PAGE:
Kelleher said his company has thousands of customers from about 150 countries who have falsely received stimulus checks and are now trying to return the money to the IRS. For most of them, that requires filing an amended tax return.
An increasing number of customers filing amended returns — at Sprintax, 20 times more than in a typical year — indicate misdirected stimulus money “remains a problem and continues to cause confusion,” Kelleher said.
Meanwhile, the IRS is still repeating the mistake that led to the lawsuits in Micronesia.
Susanne Wigforss is a Swedish citizen residing in Stockholm who has received two rounds of stimulus totaling $1,800, although she is not eligible, and she recently received a letter from the United States Treasury informing her that a third round is in progress. comes, for $1,400.
Wigforss worked in California years ago, which makes her eligible for Social Security, but not the incentive money. Her first two checks were signed by Donald Trump, and after the media reported the error, she assumed the IRS would fix the problem — until she got her third report.
“When the mail came and I saw that there was a letter from… [the] IRS, I said out loud, ‘They can’t possibly do this again!'” Wigforss recalls. “But when I opened the letter, there it was, signed by Joseph Biden, White House, that another check is on the way . I was amazed.”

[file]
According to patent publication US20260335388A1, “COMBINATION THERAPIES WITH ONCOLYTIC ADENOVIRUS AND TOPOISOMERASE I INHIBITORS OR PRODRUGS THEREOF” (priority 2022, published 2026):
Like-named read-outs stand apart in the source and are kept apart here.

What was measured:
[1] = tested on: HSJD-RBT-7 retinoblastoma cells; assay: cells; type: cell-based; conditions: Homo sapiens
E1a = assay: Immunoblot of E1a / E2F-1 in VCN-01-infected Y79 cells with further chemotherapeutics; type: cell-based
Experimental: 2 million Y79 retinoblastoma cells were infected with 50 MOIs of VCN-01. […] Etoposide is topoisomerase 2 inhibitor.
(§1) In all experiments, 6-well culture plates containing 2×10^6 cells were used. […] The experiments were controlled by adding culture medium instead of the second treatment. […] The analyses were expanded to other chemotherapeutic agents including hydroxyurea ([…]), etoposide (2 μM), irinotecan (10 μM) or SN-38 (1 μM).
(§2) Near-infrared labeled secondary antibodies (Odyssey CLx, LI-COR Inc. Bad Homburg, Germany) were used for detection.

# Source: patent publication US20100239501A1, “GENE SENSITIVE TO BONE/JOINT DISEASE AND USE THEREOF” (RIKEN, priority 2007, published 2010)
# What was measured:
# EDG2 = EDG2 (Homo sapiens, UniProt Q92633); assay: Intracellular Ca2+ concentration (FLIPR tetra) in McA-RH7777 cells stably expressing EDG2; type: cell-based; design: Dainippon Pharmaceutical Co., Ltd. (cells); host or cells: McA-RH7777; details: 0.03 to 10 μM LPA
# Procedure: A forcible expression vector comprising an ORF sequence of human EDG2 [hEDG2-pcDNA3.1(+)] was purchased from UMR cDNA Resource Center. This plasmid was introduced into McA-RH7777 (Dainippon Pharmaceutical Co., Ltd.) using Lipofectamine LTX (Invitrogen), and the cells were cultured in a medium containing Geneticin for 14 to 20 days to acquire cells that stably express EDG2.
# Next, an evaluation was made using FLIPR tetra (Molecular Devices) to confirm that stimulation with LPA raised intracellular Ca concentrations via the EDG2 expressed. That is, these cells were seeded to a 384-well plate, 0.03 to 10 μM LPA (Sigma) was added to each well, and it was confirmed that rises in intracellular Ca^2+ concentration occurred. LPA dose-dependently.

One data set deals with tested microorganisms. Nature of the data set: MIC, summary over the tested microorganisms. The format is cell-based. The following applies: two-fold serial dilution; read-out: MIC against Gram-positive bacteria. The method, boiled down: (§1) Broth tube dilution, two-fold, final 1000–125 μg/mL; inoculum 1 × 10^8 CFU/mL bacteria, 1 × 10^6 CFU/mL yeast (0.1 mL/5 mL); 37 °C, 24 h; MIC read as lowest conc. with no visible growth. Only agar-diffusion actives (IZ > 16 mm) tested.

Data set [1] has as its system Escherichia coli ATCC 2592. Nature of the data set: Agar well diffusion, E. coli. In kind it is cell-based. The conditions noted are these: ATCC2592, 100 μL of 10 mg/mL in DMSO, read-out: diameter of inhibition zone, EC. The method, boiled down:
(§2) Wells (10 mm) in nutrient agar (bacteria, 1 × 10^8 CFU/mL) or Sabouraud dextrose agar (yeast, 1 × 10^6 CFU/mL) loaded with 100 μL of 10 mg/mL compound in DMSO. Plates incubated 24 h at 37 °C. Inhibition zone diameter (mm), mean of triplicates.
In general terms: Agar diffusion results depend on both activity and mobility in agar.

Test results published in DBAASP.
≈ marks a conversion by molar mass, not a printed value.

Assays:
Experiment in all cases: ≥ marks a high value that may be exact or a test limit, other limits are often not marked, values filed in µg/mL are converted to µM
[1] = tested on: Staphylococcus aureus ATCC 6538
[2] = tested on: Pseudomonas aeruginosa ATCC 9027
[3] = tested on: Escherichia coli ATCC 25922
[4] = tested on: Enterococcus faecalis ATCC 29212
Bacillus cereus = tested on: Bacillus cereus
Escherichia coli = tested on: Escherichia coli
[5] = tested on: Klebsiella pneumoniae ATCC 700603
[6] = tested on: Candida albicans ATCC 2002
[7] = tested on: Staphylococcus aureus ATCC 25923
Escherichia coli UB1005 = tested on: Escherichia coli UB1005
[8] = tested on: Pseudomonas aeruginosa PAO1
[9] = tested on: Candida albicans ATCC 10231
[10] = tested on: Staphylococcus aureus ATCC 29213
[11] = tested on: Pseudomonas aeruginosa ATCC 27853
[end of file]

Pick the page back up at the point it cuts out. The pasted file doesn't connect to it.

For Craig Reffner, the American citizen in Micronesia whose stimulus check was withheld for weeks by the Bank of Guam, it is absurd that the United States continues to wrongly issue incentives while trying to get back the wrongly issued incentives.
“I don’t understand why President Biden would even allow the IRS to continue operating and making mistake after mistake after mistake,” he said. “I mean, that’s just a ridiculous way of working.”
An IRS spokeswoman, Sarah Maxwell, said she was not aware of the Bank of Guam’s lawsuits or the letter from the IRS asking for help from the bank, and she did not say how many other banks would have a similar letter. receive.
But she said the IRS is working with financial institutions around the world to investigate suspicious tax activity, and the IRS continues to ask people who have falsely received incentive checks to voluntarily return them.